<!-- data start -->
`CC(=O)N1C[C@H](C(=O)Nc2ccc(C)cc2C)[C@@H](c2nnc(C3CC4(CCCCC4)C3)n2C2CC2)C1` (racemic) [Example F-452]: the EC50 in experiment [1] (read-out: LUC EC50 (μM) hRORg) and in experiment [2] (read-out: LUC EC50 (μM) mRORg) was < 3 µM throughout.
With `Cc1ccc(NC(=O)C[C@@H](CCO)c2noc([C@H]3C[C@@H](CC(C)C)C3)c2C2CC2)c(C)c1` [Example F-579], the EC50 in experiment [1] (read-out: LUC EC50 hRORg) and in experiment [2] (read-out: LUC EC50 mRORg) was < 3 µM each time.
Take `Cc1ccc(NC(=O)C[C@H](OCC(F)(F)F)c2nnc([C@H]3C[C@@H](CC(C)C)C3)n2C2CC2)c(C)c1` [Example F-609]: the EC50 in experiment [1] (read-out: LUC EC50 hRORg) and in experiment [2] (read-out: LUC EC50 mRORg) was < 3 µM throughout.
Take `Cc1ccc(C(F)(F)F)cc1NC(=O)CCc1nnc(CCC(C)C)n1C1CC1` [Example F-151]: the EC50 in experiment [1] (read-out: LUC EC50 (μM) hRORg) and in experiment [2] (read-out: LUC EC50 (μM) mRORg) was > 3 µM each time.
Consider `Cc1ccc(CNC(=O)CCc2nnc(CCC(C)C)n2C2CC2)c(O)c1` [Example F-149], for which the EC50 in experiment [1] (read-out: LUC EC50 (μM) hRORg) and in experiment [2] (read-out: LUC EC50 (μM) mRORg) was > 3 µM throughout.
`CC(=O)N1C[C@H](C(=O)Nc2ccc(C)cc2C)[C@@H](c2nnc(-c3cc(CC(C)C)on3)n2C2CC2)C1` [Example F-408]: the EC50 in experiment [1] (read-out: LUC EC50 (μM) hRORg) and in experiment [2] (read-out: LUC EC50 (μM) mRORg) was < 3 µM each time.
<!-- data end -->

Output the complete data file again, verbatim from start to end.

`CC(=O)N1C[C@H](C(=O)Nc2ccc(C)cc2C)[C@@H](c2nnc(C3CC4(CCCCC4)C3)n2C2CC2)C1` (racemic) [Example F-452]: the EC50 in experiment [1] (read-out: LUC EC50 (μM) hRORg) and in experiment [2] (read-out: LUC EC50 (μM) mRORg) was < 3 µM throughout.
With `Cc1ccc(NC(=O)C[C@@H](CCO)c2noc([C@H]3C[C@@H](CC(C)C)C3)c2C2CC2)c(C)c1` [Example F-579], the EC50 in experiment [1] (read-out: LUC EC50 hRORg) and in experiment [2] (read-out: LUC EC50 mRORg) was < 3 µM each time.
Take `Cc1ccc(NC(=O)C[C@H](OCC(F)(F)F)c2nnc([C@H]3C[C@@H](CC(C)C)C3)n2C2CC2)c(C)c1` [Example F-609]: the EC50 in experiment [1] (read-out: LUC EC50 hRORg) and in experiment [2] (read-out: LUC EC50 mRORg) was < 3 µM throughout.
Take `Cc1ccc(C(F)(F)F)cc1NC(=O)CCc1nnc(CCC(C)C)n1C1CC1` [Example F-151]: the EC50 in experiment [1] (read-out: LUC EC50 (μM) hRORg) and in experiment [2] (read-out: LUC EC50 (μM) mRORg) was > 3 µM each time.
Consider `Cc1ccc(CNC(=O)CCc2nnc(CCC(C)C)n2C2CC2)c(O)c1` [Example F-149], for which the EC50 in experiment [1] (read-out: LUC EC50 (μM) hRORg) and in experiment [2] (read-out: LUC EC50 (μM) mRORg) was > 3 µM throughout.
`CC(=O)N1C[C@H](C(=O)Nc2ccc(C)cc2C)[C@@H](c2nnc(-c3cc(CC(C)C)on3)n2C2CC2)C1` [Example F-408]: the EC50 in experiment [1] (read-out: LUC EC50 (μM) hRORg) and in experiment [2] (read-out: LUC EC50 (μM) mRORg) was < 3 µM each time.